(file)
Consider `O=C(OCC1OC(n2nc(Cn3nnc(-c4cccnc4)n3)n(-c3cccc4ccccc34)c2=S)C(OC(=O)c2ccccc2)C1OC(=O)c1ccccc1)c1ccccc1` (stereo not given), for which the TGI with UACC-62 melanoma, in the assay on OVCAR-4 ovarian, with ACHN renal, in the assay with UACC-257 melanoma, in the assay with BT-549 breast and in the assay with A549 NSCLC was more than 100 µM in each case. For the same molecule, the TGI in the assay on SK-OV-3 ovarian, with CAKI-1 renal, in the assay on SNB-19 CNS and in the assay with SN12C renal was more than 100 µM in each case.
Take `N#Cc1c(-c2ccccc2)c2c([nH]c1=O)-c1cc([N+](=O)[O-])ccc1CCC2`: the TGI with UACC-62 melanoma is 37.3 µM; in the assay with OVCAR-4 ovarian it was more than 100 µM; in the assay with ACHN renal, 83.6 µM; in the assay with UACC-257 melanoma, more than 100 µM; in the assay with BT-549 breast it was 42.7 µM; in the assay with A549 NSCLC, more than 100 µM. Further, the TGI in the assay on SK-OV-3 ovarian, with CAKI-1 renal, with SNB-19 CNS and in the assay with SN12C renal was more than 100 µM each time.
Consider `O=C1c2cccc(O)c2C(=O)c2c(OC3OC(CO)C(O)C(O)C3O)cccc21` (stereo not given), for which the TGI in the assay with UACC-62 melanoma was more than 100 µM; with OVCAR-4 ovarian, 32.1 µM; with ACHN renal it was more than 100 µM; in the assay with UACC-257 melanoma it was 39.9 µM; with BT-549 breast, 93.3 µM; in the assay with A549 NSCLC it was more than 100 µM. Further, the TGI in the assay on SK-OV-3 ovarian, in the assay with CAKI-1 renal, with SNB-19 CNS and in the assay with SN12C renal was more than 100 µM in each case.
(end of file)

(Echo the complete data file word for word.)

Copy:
Consider `O=C(OCC1OC(n2nc(Cn3nnc(-c4cccnc4)n3)n(-c3cccc4ccccc34)c2=S)C(OC(=O)c2ccccc2)C1OC(=O)c1ccccc1)c1ccccc1` (stereo not given), for which the TGI with UACC-62 melanoma, in the assay on OVCAR-4 ovarian, with ACHN renal, in the assay with UACC-257 melanoma, in the assay with BT-549 breast and in the assay with A549 NSCLC was more than 100 µM in each case. For the same molecule, the TGI in the assay on SK-OV-3 ovarian, with CAKI-1 renal, in the assay on SNB-19 CNS and in the assay with SN12C renal was more than 100 µM in each case.
Take `N#Cc1c(-c2ccccc2)c2c([nH]c1=O)-c1cc([N+](=O)[O-])ccc1CCC2`: the TGI with UACC-62 melanoma is 37.3 µM; in the assay with OVCAR-4 ovarian it was more than 100 µM; in the assay with ACHN renal, 83.6 µM; in the assay with UACC-257 melanoma, more than 100 µM; in the assay with BT-549 breast it was 42.7 µM; in the assay with A549 NSCLC, more than 100 µM. Further, the TGI in the assay on SK-OV-3 ovarian, with CAKI-1 renal, with SNB-19 CNS and in the assay with SN12C renal was more than 100 µM each time.
Consider `O=C1c2cccc(O)c2C(=O)c2c(OC3OC(CO)C(O)C(O)C3O)cccc21` (stereo not given), for which the TGI in the assay with UACC-62 melanoma was more than 100 µM; with OVCAR-4 ovarian, 32.1 µM; with ACHN renal it was more than 100 µM; in the assay with UACC-257 melanoma it was 39.9 µM; with BT-549 breast, 93.3 µM; in the assay with A549 NSCLC it was more than 100 µM. Further, the TGI in the assay on SK-OV-3 ovarian, in the assay with CAKI-1 renal, with SNB-19 CNS and in the assay with SN12C renal was more than 100 µM in each case.